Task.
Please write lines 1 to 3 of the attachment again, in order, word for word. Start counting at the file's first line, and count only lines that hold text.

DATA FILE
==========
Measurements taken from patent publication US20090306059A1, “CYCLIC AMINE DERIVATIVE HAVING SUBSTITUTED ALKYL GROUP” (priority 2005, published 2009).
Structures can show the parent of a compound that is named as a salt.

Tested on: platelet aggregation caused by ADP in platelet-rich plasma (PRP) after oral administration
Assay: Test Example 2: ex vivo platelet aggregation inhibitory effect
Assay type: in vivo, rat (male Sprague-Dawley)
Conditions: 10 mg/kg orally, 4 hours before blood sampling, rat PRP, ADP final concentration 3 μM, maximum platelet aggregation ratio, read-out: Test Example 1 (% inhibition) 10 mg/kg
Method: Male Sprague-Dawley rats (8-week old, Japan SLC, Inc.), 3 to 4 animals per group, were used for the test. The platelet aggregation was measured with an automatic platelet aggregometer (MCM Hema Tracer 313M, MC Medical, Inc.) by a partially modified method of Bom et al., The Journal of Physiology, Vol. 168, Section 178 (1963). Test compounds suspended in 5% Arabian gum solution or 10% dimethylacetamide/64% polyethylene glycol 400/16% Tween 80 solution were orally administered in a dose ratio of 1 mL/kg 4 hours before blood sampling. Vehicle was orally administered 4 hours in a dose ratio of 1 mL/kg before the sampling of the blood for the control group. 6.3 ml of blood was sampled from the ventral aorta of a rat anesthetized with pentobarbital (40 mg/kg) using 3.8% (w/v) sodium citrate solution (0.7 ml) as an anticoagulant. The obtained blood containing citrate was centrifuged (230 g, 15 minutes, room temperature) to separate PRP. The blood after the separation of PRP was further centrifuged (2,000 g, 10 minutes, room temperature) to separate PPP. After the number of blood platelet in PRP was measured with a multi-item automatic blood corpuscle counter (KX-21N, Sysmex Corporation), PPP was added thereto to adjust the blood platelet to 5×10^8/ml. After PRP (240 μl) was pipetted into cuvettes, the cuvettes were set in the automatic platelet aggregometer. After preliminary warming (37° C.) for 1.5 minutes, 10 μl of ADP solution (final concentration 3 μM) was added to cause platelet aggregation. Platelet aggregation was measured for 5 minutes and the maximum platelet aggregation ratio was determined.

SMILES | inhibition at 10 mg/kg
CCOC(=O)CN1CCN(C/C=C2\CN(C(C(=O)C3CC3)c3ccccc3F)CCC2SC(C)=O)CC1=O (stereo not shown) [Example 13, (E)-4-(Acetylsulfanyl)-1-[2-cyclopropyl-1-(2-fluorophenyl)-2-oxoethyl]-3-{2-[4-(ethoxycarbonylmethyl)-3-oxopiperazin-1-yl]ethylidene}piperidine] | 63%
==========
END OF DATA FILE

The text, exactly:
Measurements taken from patent publication US20090306059A1, “CYCLIC AMINE DERIVATIVE HAVING SUBSTITUTED ALKYL GROUP” (priority 2005, published 2009).
Structures can show the parent of a compound that is named as a salt.

Tested on: platelet aggregation caused by ADP in platelet-rich plasma (PRP) after oral administration